Tidbits of Shelby County History
Good morning, I hope everyone had a great Christmas and is doing well. This week’s article title is “Uncle Y.W. Rogers: Sole Survivor of Confederate Army: Recalls Stubborn Defense of Vicksburg”. The author and date of the article is unknown. Before submitting the article, I am going to give a short history of the life of Young William Rogers and the battle of Vicksburg.
Young William Rogers was born 12 Dec 1843 inLowndes County, Alabama and died 3 Dec 1936 Center, Texas and is buried Fairview Cemetery.His parents were John Gillon Rogers and Mary A. Graves. His grandsonwas James Graves "Jim" Rogers.
Y. W. enlisted in the Confederate Army in March of 1862 in Keachi, Louisiana and was assigned to Co. G, 27th Louisiana Regiment of Infantry.Confederate records are skimpy regarding individual soldiers, but it appears that Graves Rogers, the younger brother of "Y" and Jim, and their cousin Y. W. ("Billy") Graves, Jr., joined them at some time at Vicksburg. Recruiting for the "Dixie Rebels" had continued back in Keatchie, and although Graves Rogers was only 14 or 15 at the time, "Y" later said that he was big enough, so he was old enough.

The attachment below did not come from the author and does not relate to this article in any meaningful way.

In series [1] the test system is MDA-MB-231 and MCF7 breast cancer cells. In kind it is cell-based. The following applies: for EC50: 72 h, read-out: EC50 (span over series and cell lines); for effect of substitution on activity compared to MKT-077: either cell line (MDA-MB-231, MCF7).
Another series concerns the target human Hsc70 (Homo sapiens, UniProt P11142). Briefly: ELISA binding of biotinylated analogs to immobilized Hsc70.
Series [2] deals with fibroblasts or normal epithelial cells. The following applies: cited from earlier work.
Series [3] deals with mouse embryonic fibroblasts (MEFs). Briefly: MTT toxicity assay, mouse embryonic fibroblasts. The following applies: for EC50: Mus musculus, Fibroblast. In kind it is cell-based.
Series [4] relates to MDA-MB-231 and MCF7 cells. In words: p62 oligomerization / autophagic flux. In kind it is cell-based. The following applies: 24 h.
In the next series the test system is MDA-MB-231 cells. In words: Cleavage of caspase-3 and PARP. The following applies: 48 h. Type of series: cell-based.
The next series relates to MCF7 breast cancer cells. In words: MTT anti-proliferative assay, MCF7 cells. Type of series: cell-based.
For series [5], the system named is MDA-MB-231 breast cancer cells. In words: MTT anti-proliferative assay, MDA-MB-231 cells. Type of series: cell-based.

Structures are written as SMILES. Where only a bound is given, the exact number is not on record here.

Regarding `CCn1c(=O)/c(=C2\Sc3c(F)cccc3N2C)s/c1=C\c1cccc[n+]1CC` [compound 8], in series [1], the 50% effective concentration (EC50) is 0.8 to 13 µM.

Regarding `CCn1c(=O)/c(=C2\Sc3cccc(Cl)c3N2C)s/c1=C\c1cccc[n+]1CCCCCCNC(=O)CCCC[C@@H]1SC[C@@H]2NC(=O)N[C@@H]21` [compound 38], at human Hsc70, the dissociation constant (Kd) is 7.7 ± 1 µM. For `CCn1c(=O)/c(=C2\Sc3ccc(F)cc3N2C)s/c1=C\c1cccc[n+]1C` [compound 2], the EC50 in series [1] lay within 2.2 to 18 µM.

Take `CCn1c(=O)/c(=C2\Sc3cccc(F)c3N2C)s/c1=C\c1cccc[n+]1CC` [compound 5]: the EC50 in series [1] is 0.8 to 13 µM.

DeSoto Parish courthouse records show that "Y's" uncle, Captain Y. W. Graves for whom he was named, gave him a half section of land southwest of Keatchie, and for several years he tried to scratch out a living as a farmer in the Reconstruction economy. His brother Jim began his schooling to become a physician.
In 1874 Y. W. Rogers and his younger brother Dr. James W. Rogers and their families moved to Center, Shelby County, Texas, about 25 miles west of Keatchie across the Sabine River. At that time "Y" and Rebecca had three children: John Carlton (0), age 5; Peyton Graves, age 2; and Hattie who was an infant. Jim went to Center to establish his medical practice. "Y" settled for a time at North Jericho, a community a few miles north of Center. There he taught school and farmed.
Some of this information was shared by Lee Porterfield.
Now a little background on the battle of Vicksburg